Pastor’s Corner

Grace be unto you from our Lord Jesus Christ. Amen.

Before I officiate at any marriage ceremony, there is the expectation that the prospective bride and groom meet with me for pre-marital counseling sessions. Through a process of discussions over a period of time, we focus on communication skills, problem solving, goal setting, financial stability, and family origins, exploring how all these impact the couple now and how they will affect the couple in the future.  While many discussions are positive and celebratory, other discussions lead into painful problems and situations that must be brought out into the open and worked through so the relationship can move forward in a positive way.  As you can imagine, this type of discussion is difficult as emotions and energy are spent in coming to terms with a situation that one or both parties at first thought insurmountable.

It is no different when two congregations seek to work with one another to provide a full time ministry that they would not have otherwise on their own. It is pre-marital counseling on a higher level, compounded by the fact that many more people and personalities are involved.  The process can be slow and cumbersome, or it can be fairly smooth in sailing forward.  It involves the willingness to bring out into the open that which can be painful, but which also must be dealt with in order for that issue to not be a stumbling block in the relation going forward.  As Jesus says in the Gospel of John 8:32 “The truth will set you free.”  But even as differences and difficulties are worked through, it is also just as important, if not more so, to celebrate the accomplishments and those moments of coming together as one in the unity of the Spirit.

As Brush Creek Lutheran Church and Penn-Zion’s Lutheran Church contemplate a journey forward in a relationship of ministry together, each person of each congregation is called upon to either step back from time to time, or to put forward the effort necessary at all times (and most particularly in critical moments) to reflect, respect, share, compromise, and most importantly, LOVE your way into a relationship which honors God rather than each person’s or congregation’s own desires.  The coming together of two congregations is, and always should be, focused on honoring God and the building up of His Kingdom.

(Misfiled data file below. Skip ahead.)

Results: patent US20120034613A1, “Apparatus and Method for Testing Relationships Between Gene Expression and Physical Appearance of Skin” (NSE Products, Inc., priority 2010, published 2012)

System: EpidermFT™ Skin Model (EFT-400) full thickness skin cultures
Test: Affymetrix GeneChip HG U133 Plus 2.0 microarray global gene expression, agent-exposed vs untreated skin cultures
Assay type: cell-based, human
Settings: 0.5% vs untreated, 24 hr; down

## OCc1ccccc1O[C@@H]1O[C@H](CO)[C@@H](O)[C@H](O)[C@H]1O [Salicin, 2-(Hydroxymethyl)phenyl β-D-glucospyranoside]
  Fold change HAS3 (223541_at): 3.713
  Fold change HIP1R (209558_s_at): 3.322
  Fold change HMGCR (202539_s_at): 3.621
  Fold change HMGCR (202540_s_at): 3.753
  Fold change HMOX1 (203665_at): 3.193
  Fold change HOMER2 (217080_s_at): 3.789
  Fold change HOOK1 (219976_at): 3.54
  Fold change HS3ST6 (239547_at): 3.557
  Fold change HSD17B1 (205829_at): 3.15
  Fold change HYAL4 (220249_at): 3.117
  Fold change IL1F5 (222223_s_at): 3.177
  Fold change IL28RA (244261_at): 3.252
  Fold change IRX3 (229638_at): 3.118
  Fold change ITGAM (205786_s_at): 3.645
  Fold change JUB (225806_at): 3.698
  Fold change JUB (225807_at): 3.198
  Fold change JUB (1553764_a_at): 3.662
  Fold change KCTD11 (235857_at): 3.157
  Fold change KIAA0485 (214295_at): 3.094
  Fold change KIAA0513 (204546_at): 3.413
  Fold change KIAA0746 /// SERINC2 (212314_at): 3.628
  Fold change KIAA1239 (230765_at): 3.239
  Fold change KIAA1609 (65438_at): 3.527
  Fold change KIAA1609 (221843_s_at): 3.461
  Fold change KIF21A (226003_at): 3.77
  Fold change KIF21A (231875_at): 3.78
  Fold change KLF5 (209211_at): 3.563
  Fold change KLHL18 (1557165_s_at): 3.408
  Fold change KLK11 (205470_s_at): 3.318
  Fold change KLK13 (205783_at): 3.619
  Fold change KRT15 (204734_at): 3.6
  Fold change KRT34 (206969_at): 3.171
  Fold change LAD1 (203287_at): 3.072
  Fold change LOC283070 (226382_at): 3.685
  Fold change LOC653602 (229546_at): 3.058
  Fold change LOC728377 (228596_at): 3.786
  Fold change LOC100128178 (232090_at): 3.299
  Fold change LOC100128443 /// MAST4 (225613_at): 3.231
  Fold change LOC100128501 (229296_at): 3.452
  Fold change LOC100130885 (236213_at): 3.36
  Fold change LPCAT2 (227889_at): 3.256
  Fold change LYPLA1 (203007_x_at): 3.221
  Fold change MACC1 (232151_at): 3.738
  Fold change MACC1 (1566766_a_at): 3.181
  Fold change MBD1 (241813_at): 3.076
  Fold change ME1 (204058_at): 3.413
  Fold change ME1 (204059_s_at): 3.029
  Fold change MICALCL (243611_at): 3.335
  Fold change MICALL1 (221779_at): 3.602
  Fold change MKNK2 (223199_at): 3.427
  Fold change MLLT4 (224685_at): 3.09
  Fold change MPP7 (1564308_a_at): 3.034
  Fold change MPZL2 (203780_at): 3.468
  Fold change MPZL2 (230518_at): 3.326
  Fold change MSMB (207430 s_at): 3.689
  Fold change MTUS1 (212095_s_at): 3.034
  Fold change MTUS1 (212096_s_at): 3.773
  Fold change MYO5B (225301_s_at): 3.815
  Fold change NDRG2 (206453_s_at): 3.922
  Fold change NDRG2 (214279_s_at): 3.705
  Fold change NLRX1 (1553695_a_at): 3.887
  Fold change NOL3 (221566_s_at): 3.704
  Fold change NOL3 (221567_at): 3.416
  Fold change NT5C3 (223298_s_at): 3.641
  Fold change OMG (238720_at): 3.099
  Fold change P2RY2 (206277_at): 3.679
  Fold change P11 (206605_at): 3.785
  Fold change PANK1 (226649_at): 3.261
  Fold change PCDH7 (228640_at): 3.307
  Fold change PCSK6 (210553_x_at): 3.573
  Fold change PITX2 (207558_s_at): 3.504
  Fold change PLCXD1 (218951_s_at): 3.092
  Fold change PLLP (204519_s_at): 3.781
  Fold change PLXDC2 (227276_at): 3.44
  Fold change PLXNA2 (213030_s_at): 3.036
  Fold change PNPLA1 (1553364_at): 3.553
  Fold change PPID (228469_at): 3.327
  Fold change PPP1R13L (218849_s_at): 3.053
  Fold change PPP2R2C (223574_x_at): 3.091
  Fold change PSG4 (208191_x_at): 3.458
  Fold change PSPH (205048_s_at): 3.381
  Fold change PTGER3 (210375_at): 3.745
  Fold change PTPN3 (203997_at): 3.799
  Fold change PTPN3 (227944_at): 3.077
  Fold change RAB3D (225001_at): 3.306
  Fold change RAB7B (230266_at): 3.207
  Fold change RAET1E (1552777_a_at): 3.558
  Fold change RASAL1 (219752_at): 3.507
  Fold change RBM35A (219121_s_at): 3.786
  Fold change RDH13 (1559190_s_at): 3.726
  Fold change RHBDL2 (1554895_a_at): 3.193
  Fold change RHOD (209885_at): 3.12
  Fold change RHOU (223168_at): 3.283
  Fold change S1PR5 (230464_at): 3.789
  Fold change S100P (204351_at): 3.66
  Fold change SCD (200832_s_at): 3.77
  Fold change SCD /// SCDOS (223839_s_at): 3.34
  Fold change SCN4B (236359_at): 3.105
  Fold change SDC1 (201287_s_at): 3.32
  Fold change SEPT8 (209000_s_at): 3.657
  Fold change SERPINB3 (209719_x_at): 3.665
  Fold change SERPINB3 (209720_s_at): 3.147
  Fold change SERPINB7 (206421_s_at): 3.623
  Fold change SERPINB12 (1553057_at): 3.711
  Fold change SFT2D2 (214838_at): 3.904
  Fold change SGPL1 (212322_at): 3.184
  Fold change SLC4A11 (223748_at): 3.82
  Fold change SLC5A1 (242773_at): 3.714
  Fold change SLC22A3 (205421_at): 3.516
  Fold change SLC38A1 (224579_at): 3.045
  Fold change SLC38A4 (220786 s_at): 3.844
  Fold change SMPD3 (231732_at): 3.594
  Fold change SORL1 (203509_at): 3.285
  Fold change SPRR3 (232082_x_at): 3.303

The most difficult aspect in all of this is the challenge to each person (and congregation) in diminishing the glaring spotlight of our own personal wishes so the glory of God is able to shine more brightly. When we focus on ourselves and expect everyone to do as I say and desire, we more often than not block out the light of God’s countenance and guidance.  That is to say, our selfishness in what we expect to maintain our own comfort zones usually becomes the bright spotlight which blinds us and others to the better and far more superior Light of God, who is “the lamp unto our feet and the light unto our path.” (Psalm 119: 105)  And if we cannot see the path before us, we stumble and fall.

As we move through Lent and contemplate this potential new road for Brush Creek and Penn-Zion’s Lutheran Churches, let us remember how it is that God gave Himself freely to us in unconditional love by sending His only begotten Son into the world; who willingly emptied himself of anything he could claim from the kingdom of heaven, and who became obedient unto death so that you and I might be forgiven of our sins and live eternally with God. What a wonderful gift indeed!   And so I ask you, for the good of the cooperative parish that may be born soon, and for the spread of the Gospel so others might live, are you willing to empty yourself of whatever it takes for the church of Christ to move forward in this time and place, and how is it that you will be found obedient for the sake of the Gospel?

As your pastor, it will be an honor and a privilege and an adventure to continuing serving you in ministry in whatever capacity God has in store for us, and to further explore answers to the questions I have raised. May God bless each of you and your loved ones in these Holy and Blessed seasons of Lent and Easter, and may His peace dwell with you richly.

In Christ’s name,